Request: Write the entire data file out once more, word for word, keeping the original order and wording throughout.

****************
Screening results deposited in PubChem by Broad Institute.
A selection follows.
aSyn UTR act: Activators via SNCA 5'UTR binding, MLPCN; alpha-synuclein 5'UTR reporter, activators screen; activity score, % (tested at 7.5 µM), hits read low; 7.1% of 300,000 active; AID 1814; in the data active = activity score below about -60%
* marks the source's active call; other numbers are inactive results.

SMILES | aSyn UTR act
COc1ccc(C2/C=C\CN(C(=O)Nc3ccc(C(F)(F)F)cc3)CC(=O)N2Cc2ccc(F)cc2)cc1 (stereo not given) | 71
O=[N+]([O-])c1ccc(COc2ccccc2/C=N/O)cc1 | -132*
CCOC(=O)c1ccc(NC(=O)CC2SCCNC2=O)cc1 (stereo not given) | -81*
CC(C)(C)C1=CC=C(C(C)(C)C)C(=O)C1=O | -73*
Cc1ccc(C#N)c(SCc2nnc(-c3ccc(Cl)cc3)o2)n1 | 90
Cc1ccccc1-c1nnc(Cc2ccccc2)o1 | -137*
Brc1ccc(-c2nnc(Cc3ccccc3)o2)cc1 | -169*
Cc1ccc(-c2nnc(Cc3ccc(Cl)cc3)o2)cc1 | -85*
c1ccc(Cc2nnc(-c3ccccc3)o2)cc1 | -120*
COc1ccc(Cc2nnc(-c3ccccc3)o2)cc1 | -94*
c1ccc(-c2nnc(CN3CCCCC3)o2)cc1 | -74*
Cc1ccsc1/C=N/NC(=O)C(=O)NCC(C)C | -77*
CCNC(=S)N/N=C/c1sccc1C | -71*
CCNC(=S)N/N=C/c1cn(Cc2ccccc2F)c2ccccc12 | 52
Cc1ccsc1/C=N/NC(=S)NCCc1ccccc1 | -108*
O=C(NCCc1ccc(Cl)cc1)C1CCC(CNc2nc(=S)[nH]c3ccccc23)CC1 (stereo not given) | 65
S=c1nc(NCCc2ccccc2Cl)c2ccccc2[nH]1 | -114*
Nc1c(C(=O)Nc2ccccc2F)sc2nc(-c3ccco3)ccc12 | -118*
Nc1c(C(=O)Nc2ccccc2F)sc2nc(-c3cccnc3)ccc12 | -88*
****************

Screening results deposited in PubChem by Broad Institute.
A selection follows.
aSyn UTR act: Activators via SNCA 5'UTR binding, MLPCN; alpha-synuclein 5'UTR reporter, activators screen; activity score, % (tested at 7.5 µM), hits read low; 7.1% of 300,000 active; AID 1814; in the data active = activity score below about -60%
* marks the source's active call; other numbers are inactive results.

SMILES | aSyn UTR act
COc1ccc(C2/C=C\CN(C(=O)Nc3ccc(C(F)(F)F)cc3)CC(=O)N2Cc2ccc(F)cc2)cc1 (stereo not given) | 71
O=[N+]([O-])c1ccc(COc2ccccc2/C=N/O)cc1 | -132*
CCOC(=O)c1ccc(NC(=O)CC2SCCNC2=O)cc1 (stereo not given) | -81*
CC(C)(C)C1=CC=C(C(C)(C)C)C(=O)C1=O | -73*
Cc1ccc(C#N)c(SCc2nnc(-c3ccc(Cl)cc3)o2)n1 | 90
Cc1ccccc1-c1nnc(Cc2ccccc2)o1 | -137*
Brc1ccc(-c2nnc(Cc3ccccc3)o2)cc1 | -169*
Cc1ccc(-c2nnc(Cc3ccc(Cl)cc3)o2)cc1 | -85*
c1ccc(Cc2nnc(-c3ccccc3)o2)cc1 | -120*
COc1ccc(Cc2nnc(-c3ccccc3)o2)cc1 | -94*
c1ccc(-c2nnc(CN3CCCCC3)o2)cc1 | -74*
Cc1ccsc1/C=N/NC(=O)C(=O)NCC(C)C | -77*
CCNC(=S)N/N=C/c1sccc1C | -71*
CCNC(=S)N/N=C/c1cn(Cc2ccccc2F)c2ccccc12 | 52
Cc1ccsc1/C=N/NC(=S)NCCc1ccccc1 | -108*
O=C(NCCc1ccc(Cl)cc1)C1CCC(CNc2nc(=S)[nH]c3ccccc23)CC1 (stereo not given) | 65
S=c1nc(NCCc2ccccc2Cl)c2ccccc2[nH]1 | -114*
Nc1c(C(=O)Nc2ccccc2F)sc2nc(-c3ccco3)ccc12 | -118*
Nc1c(C(=O)Nc2ccccc2F)sc2nc(-c3cccnc3)ccc12 | -88*